EAA Publications 15

INSTRUCTOR
C H A R L I E B E C K E R , E A A AV I AT I O N S E R V I C E S ; R U S T Y S A C H S , N AT I O N A L A S S O C I AT I O N O F F L I G H T I N S T R U C T O R S

CHOOSING AN

16 REACH FOR THE SKY

he sport pilot certificate lit the fuse for many people who have dreamed of becoming pilots. Now their dream is within reach. The next step is to get the training necessary to make that dream a reality. The choice of a flight instructor sets the stage for your success as a student pilot. On the surface, choosing a flight instructor may seem akin to selecting any other business service—for example, a golf instructor. However, during the course of pilot training, the flight instructor will be more than a teacher; he or she will be a mentor, coach, cheerleader, and friend. Your flight instructor will be at your side during one of the most memorable times of your life, so it’s wise to be choosy in the selection process. When selecting a flight instructor, ask yourself the following: >> Is the instructor enthusiastic about sport pilot training? Sport pilot is new in the aviation world, and some instructors have little interest in teaching sport pilots. If a potential instructor seems reluctant to embrace your goal, find someone who isn’t. Remember, it is your money you’re investing to become a pilot, so you have the final say. EAA’s Sport Pilot Instructor Database can help you locate an instructor eager to teach sport pilots; visit www. SportPilot.org and look under Training. >> Is there a sport pilot-eligible aircraft available in which to train? Sport pilots may only fly aircraft that meet the definition of a light-sport aircraft (LSA). Any airplane may be used for the dual portion of your training, but you will need a sport pilot-eligible aircraft for your solo flights and practical test (checkride). Make sure that at least one LSA will be available regularly. The availability of LSA for sport pilot training is still somewhat limited, but it is improving rapidly. >> How well are the aircraft and facility maintained? Wellmaintained aircraft and flight school facilities are strong indications that the instructor(s) and training facility have a professional attitude and approach to training. A flight school that is struggling financially may not be able to retain quality flight instructors and may be tempted to defer maintenance items. That’s not the kind of place at which you should train. >> How much training experience do the flight instructors have? All flight instructors must meet the FAA’s stringent training requirements. Some instructors, however, have just begun their aviation careers. Look for an instructor with an established record of teaching new students to fly. Ask for a list of previous students with whom you can speak. Check the instructor’s reputation with a local designated pilot examiner. >> Are you compatible with your instructor? After discuss-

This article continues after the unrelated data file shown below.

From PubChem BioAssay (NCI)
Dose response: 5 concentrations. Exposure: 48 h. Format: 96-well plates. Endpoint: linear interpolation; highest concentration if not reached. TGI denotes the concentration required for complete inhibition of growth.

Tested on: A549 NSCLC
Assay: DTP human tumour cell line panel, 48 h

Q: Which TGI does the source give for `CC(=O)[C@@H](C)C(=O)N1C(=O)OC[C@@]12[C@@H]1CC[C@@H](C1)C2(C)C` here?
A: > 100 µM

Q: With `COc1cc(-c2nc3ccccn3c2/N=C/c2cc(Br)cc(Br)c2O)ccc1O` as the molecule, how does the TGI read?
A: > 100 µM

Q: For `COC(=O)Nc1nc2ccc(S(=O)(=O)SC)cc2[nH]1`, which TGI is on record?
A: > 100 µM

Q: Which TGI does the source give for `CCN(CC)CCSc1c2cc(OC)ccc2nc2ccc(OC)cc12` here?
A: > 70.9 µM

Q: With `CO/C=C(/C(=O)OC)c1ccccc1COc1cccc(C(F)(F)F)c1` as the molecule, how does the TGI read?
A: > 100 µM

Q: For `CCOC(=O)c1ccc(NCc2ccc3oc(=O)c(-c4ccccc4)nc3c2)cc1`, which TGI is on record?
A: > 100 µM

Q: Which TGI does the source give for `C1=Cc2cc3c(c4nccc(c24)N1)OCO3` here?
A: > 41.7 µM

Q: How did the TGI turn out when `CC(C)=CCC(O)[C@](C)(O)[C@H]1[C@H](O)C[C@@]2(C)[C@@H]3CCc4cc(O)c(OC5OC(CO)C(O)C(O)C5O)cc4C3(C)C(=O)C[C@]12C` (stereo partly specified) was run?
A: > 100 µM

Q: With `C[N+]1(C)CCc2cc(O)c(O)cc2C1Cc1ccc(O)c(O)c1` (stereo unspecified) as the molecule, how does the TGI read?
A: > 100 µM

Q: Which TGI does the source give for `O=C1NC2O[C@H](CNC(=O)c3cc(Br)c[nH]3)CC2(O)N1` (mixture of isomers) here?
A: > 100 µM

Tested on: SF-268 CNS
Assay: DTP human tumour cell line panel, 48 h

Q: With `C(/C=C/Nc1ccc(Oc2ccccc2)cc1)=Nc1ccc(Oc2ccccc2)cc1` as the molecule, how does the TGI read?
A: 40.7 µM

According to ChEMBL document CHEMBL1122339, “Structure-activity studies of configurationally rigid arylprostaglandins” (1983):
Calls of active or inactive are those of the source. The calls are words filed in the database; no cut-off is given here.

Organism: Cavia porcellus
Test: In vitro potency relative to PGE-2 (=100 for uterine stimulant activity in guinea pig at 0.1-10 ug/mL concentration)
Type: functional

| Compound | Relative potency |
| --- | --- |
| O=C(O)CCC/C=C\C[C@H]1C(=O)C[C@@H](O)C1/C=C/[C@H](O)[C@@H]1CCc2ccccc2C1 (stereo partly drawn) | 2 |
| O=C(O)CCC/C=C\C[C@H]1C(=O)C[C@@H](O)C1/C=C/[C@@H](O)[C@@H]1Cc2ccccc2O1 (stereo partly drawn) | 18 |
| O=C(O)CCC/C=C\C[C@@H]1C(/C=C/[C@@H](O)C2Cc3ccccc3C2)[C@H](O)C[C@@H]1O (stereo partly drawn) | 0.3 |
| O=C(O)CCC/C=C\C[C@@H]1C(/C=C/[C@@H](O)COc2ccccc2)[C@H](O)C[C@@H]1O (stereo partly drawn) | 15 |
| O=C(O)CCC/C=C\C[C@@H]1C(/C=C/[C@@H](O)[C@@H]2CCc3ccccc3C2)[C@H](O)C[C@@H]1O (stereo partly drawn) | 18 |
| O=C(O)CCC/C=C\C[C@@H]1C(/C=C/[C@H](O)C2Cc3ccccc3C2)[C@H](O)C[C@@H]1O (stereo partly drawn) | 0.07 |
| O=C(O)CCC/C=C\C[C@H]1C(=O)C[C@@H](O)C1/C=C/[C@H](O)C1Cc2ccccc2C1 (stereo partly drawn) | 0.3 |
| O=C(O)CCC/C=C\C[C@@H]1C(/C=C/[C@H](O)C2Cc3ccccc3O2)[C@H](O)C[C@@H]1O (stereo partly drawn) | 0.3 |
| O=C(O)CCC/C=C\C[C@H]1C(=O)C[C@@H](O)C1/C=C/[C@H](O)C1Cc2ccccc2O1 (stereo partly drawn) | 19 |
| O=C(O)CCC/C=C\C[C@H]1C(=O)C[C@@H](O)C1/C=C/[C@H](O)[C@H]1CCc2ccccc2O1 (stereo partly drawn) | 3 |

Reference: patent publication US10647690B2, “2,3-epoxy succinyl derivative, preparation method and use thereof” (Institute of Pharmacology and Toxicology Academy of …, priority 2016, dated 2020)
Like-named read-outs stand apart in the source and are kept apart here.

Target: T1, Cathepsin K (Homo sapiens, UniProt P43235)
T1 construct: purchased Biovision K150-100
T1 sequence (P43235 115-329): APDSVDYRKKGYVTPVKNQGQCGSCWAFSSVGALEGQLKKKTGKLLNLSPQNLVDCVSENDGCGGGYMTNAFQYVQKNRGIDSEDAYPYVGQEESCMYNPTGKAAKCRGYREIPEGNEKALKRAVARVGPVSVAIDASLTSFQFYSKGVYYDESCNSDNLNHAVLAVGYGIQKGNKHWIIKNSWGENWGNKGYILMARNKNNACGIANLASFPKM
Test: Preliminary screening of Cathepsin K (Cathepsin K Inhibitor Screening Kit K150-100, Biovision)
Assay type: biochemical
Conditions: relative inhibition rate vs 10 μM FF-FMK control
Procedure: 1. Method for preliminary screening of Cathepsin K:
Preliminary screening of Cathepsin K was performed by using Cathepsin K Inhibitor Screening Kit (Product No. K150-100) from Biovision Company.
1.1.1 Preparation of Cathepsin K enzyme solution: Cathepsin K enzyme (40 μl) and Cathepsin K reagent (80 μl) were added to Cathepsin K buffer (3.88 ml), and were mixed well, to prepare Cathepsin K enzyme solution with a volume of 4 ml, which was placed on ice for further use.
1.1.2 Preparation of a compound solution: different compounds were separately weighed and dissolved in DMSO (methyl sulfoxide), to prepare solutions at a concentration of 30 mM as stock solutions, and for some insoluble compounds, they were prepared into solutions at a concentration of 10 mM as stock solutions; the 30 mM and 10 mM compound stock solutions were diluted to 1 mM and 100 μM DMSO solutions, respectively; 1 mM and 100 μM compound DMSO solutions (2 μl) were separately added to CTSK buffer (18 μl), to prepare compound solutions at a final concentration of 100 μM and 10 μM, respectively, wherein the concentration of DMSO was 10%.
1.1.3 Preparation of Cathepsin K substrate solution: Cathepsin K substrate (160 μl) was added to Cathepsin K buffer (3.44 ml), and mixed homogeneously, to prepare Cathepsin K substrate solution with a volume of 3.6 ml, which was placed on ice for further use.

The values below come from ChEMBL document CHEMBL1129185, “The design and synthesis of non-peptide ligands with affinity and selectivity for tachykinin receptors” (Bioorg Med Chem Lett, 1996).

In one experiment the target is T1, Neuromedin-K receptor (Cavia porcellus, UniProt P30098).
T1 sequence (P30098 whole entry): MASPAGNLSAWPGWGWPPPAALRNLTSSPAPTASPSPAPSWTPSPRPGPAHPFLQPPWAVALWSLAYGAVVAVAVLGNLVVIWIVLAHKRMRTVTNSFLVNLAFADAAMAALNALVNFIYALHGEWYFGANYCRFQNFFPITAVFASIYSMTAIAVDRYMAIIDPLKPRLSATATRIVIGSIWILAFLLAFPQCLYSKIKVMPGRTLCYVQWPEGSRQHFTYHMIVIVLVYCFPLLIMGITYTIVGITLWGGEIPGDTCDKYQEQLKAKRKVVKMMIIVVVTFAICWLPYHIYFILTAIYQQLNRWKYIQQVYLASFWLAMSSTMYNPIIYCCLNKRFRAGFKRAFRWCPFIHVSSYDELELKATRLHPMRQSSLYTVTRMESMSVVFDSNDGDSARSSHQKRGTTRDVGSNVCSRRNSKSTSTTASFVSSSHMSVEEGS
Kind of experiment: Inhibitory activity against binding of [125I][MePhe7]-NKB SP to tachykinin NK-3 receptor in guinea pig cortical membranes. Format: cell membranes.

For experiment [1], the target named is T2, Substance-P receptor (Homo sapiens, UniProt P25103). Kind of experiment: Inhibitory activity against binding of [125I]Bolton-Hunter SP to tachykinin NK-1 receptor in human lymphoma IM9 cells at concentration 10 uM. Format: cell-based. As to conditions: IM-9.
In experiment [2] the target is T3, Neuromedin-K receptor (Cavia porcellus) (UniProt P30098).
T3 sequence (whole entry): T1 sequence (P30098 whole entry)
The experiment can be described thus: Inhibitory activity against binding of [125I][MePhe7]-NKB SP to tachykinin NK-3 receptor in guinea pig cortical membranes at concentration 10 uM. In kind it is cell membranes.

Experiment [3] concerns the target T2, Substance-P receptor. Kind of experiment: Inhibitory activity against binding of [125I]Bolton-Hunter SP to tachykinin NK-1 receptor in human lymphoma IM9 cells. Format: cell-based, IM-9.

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ing your goal of becoming a sport pilot with the potential flight instructor, ask yourself if this is someone you will enjoy training and flying with. Flight training is challenging, but it should be fun and enjoyable. If you doubt whether this instructor’s training style will mesh with yours, trust your instincts and keep looking for an instructor! >> Is the instructor a member of the National Association of Flight Instructors (NAFI)? Membership in this professional association provides a good indicator of the instructor’s dedication to her teaching skills. Is she truly interested in teaching others to fly or merely logging hours to meet the hour requirements for an airline job? Visit www.NAFINet. org to learn more about NAFI and to locate instructors associated with this group. >> How far do you live from the training facility? The closer you live to the training site, the better. Time spent commuting to a distant facility is time that is not available for training. Several flight schools have developed accelerated courses where you travel to the school and stay nearby for
©iStockphoto.com johnwoodcock

Visit www.NAFINet.org to learn more about NAFI and locate an instructor ...
several days to complete your training. That may be an option to consider. One item missing from the above list is the cost of instruction. Selecting an instructor by price is always the wrong reason. Would you hire the cheapest doctor to perform an operation? Cost is a factor, but you’ll find most instructors have comparable rates, so saving a few dollars an hour by going with your third or fourth choice is false economy. The right instructor will know when to push you and when to back off. He will know how to coach you to maximize the amount you learn. If, after a few lessons, you realize the instructor isn’t working out, look for a new one. Remember that you are not married to your instructor; you are a consumer, and you have the right to make different choices.